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Refugee Voices: Lead poisoning among displaced Roma in Kosovo

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Pregnant Ashkali Woman, Kablare Camp, North Mitrovica, Kosovo

"If I stay here any more or another year, I know I will die here. For me I want to go as soon as possible."

Refugees International met an Ashkali woman in her twenties; she is married, has 2 small children, a 10 month old and a 4 year old, and is pregnant. They are Albanian speaking Roma, known as Ashkali. She lives with her family and extended family in three rooms of a former army barracks just on the edge of the town of North Mitrovica. The home has modest furnishings, rugs and utensils, but has no washroom or kitchen and a plastic bucket is their toilet and shower. The displaced have no choice but to throw their waste in the yard or over the fence a few meters away as there is no sewage system. They cook on a wood stove in the house or outside if the weather is hot and dry. There is one faucet in the yard that is used by other IDPs in the camp.

Her family has been at the Kablare camp for 3 years. They do not own any house or property. Her husband tries to get daily manual labor jobs, and she takes care of the children. They are registered and receive the UNMIK [the United Nations Mission in Kosovo] social welfare assistance of approximately U$70 per month and milk and other humanitarian assistance distributions in the camp.

While discussing the health services, her worries and fears were apparent. She goes every two days to the health post because she suffers from very high blood pressure and the local doctors are quite worried about her. She then mentions that her son has lead in his blood.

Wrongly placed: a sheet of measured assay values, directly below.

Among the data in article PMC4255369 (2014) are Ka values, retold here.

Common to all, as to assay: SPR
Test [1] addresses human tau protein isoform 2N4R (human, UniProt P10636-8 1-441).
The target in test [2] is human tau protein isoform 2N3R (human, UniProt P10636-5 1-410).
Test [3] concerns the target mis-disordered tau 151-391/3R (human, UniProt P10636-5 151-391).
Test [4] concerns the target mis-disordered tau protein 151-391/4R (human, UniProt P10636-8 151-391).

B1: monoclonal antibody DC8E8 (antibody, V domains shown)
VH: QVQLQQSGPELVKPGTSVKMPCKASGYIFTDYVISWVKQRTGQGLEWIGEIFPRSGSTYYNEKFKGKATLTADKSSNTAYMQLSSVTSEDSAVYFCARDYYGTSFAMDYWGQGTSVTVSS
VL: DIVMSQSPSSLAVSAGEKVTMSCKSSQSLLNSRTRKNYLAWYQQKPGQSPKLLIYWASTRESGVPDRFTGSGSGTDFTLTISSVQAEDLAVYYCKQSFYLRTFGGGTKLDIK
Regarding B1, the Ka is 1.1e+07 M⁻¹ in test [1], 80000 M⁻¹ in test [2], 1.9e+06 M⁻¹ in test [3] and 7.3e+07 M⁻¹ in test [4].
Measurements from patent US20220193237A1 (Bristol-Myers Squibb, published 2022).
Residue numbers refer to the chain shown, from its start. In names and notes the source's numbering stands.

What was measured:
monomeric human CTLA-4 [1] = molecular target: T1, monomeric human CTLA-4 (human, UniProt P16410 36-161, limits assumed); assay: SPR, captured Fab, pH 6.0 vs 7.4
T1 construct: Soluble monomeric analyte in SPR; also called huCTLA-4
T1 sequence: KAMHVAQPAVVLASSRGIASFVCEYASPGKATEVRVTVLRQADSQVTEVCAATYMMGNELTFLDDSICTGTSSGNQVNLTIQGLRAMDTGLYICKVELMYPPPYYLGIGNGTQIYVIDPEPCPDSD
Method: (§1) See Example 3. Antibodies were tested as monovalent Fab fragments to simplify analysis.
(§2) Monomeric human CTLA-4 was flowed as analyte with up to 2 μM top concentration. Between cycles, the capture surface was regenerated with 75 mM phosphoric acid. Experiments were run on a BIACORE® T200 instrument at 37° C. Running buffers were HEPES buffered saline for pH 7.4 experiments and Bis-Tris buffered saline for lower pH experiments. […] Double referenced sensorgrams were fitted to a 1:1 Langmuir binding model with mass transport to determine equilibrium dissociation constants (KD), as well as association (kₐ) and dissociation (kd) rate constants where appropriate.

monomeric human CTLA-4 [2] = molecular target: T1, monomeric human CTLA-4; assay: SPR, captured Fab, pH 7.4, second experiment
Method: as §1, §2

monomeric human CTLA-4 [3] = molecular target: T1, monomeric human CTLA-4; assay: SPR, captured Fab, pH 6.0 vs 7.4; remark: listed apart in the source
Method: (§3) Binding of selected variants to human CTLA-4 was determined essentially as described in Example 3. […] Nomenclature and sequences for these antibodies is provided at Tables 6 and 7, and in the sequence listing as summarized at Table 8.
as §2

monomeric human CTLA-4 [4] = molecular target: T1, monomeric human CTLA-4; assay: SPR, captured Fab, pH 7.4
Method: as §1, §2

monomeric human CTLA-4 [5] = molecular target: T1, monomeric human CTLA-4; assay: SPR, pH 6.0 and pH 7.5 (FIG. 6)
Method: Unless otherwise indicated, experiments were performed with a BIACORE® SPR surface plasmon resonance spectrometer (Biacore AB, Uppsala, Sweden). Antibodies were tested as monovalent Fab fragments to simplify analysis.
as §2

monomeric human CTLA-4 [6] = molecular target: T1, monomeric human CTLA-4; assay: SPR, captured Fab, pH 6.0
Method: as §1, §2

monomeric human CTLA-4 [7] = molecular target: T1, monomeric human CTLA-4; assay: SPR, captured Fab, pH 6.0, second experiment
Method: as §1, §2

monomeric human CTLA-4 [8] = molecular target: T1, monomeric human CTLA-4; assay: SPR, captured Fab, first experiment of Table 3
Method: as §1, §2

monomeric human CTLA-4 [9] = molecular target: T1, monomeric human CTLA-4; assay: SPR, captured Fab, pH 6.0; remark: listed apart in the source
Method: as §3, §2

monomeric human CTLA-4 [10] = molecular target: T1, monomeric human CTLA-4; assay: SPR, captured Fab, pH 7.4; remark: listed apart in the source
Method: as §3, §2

"He was tested and we were told that he has high lead in his blood. I was given no documents. But, yes, he is sick. He does not eat normally. He is tired a lot. He is not very active. He has fevers often. He passes out while sitting and then I cannot wake him even if I pinch him. The milk helps and he loves to drink it at night."

Her description of her son's symptoms corresponds with the the International Committee of the Red Cross and the World Health Organization's explanations of lead poisoning symptoms given to RI in interviews with these agencies. ICRC and WHO personnel stated that some of the common effects of lead poisoning among children are severe brain damage, paralysis or pain in the legs, not walking straight, loss of memory, falling in and out of coma, gray lines on the teeth, vomiting, lethargy, hyperactivity, high blood pressure and loss of appetite.

In two reports dated July 2004 and October 2004, WHO documented the high level of lead found in the blood of several Roma children in the three Roma IDP camps located in the North Mitrovica and Zvecan Municipalities of Kosovo. The acceptable level of lead in the blood is no more 10 micrograms per deciliter. WHO found in the camps of Chesminluc and Zitkovac that one-third of the children tested had over 65+ micrograms per deciliter. Due to the alarming levels of lead found in several of these children, these reports called for several immediate actions, including the immediate evacuation of these Roma IDP camps due to the urgent threat against the health of these populations.

This Ashkali mother of two was aware that some international organizations have called for an evacuation of this camp. She stated to RI, "Please take my name, I would leave now. I just want to be somewhere safe and have a normal life."

Shannon Meehan and Nicole Mailman of Refugees International are in Kosovo assessing the situation for Roma internally displaced persons.